Without a doubt, the number one thing on spouses’ minds before filing for divorce (and during the process) is their children. Will they still get to see them? Will they get custody of them? How much time will they have to spend with their ex?
These, and so many other questions, are the ones that keep parents up at night while they go through a divorce. Now, a divorcing couple can always come up with a parenting plan by themselves to minimize conflict and stress during the proceedings. However, sometimes the court has to intervene in contested divorces to come up with an acceptable custody arrangement that is in the child’s best interests. This blog will serve as an introduction to how custody is decided in Florida divorces.
What most people refer to as child custody—how a child is physically cared for and raised—is actually referred to as “time sharing” in Florida. Time sharing refers to where children lay their heads at night when they have unmarried parents. There is a significant amount of flexibility for parents to come up with a time sharing agreement that is fair to everyone and puts the welfare of their children first. A few examples of time sharing agreements include:
- Children living for one or two weeks at each parent’s house and continuing to alternate
- Children living each month at a different parent’s house
- Children living with one parent during the school year and the other parent during summer breaks (and other long reprieves from school
More often than not, a child will spend more time with another parent than the other. This is not usually an indictment of either parent’s ability to raise and care for his or her child; things just, often, work out that way. While it is not uncommon for one co-parent to house his or her child the majority of time, courts almost always allow for equal parental responsibilities.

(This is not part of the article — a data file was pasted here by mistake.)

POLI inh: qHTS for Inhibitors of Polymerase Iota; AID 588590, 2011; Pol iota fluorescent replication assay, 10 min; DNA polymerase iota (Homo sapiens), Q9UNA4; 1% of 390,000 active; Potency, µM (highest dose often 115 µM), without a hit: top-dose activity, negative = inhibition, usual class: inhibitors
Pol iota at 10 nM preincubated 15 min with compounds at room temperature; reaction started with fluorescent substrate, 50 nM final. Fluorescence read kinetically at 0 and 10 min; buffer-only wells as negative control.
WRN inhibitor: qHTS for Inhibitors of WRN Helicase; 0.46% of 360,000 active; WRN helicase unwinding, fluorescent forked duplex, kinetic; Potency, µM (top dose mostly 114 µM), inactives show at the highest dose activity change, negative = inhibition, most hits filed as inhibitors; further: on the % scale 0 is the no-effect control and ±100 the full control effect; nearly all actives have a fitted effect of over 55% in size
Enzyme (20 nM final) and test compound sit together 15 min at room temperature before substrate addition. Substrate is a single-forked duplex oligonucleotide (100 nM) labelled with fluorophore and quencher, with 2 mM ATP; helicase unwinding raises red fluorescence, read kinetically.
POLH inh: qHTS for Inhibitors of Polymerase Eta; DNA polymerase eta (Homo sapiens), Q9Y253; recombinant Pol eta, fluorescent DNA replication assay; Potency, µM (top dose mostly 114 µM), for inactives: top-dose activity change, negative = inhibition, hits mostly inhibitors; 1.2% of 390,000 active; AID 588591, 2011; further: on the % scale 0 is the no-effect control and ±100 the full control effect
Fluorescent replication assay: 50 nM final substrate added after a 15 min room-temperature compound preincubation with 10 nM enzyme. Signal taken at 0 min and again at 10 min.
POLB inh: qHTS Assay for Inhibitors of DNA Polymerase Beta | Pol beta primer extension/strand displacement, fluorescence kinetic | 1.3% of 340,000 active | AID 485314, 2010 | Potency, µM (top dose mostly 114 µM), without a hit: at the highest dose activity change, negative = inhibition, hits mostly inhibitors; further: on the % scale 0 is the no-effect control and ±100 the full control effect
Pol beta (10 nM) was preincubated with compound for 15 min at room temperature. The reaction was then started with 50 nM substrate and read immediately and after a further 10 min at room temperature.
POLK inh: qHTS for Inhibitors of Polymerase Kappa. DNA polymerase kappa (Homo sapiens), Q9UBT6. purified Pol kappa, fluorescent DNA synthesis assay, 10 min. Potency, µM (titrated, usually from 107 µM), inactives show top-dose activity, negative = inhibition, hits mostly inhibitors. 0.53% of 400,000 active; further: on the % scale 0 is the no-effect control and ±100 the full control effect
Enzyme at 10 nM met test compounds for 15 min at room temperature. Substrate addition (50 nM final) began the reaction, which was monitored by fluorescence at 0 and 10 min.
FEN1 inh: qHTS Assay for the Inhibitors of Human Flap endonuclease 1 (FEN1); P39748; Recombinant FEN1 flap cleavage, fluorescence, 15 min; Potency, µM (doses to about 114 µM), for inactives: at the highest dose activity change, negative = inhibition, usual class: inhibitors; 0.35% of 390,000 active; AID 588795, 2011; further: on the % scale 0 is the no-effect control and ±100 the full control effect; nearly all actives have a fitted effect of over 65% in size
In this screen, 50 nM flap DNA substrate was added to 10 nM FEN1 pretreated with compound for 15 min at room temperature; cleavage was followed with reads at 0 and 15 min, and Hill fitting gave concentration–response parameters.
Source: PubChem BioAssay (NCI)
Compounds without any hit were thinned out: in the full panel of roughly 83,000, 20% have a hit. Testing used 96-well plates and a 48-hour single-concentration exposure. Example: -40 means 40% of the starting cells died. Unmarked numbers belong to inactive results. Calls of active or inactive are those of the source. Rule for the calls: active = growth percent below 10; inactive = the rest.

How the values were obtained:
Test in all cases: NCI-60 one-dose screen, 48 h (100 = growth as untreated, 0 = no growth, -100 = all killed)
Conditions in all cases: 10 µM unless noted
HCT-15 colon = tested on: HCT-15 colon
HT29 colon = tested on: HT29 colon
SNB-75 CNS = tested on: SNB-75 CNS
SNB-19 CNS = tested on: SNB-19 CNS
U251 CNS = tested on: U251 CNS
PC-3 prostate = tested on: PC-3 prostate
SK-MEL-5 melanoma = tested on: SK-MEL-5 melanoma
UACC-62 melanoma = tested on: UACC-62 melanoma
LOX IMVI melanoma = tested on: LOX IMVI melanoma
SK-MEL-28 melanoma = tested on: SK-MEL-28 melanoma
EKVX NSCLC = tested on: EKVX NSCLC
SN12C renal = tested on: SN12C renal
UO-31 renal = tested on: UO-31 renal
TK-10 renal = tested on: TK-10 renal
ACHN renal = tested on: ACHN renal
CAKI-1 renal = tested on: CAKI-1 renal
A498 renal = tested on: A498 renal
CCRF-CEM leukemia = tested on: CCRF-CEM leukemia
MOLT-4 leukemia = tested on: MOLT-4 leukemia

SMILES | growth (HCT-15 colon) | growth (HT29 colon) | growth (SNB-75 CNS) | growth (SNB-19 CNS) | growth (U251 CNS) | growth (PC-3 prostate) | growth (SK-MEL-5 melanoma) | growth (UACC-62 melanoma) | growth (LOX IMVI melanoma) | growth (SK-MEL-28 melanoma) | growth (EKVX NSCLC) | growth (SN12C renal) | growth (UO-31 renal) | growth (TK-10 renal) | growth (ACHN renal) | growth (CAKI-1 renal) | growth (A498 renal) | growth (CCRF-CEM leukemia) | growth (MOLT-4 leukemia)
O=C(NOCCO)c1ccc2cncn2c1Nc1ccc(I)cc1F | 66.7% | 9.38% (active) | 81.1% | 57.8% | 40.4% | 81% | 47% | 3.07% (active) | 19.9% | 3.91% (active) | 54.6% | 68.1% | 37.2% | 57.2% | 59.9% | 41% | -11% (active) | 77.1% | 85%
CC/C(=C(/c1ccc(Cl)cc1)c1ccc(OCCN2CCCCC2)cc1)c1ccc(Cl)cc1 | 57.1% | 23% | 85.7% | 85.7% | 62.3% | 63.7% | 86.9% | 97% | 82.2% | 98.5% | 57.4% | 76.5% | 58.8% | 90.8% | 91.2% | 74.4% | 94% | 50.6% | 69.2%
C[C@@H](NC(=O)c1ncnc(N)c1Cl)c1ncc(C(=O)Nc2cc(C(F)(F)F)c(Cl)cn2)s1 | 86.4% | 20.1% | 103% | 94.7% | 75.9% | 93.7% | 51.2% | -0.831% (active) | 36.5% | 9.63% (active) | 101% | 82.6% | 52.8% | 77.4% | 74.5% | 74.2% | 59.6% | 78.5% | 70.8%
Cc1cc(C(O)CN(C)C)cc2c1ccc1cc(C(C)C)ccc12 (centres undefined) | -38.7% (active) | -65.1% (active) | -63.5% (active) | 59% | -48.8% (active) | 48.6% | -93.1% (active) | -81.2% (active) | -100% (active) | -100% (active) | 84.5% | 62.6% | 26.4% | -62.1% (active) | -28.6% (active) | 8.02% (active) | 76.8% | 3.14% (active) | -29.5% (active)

Again, parental responsibility is often referred to, at least in other states, as legal custody. A parent who has legal custody of his or her child is allowed to have a say in the child’s religious, spiritual, and educational upbringing, in addition to helping make choices about the child’s medical care.
In Florida, it is generally required to give each parent joint parental responsibility unless doing so would be to the detriment of the child. Situations like this include prior domestic violence or abuse, severe mental illness or substance abuse on the part of either parent, or otherwise having an unsafe home environment for the child.
The time sharing agreement combined with the parental responsibility is referred to as the overall “parenting plan” in a Florida divorce. Any parenting plan is quite detailed. To make sure your interests are well-represented, it is in your best interests to have the services of a competent and knowledgeable family lawyer by your side before and during divorce.
Titan Law has a team that is ready to be your advocate in and out of family court. Let us be your anchors during a stressful time in your life—call us at Call or get in touch with us through our website here to discuss your options with us.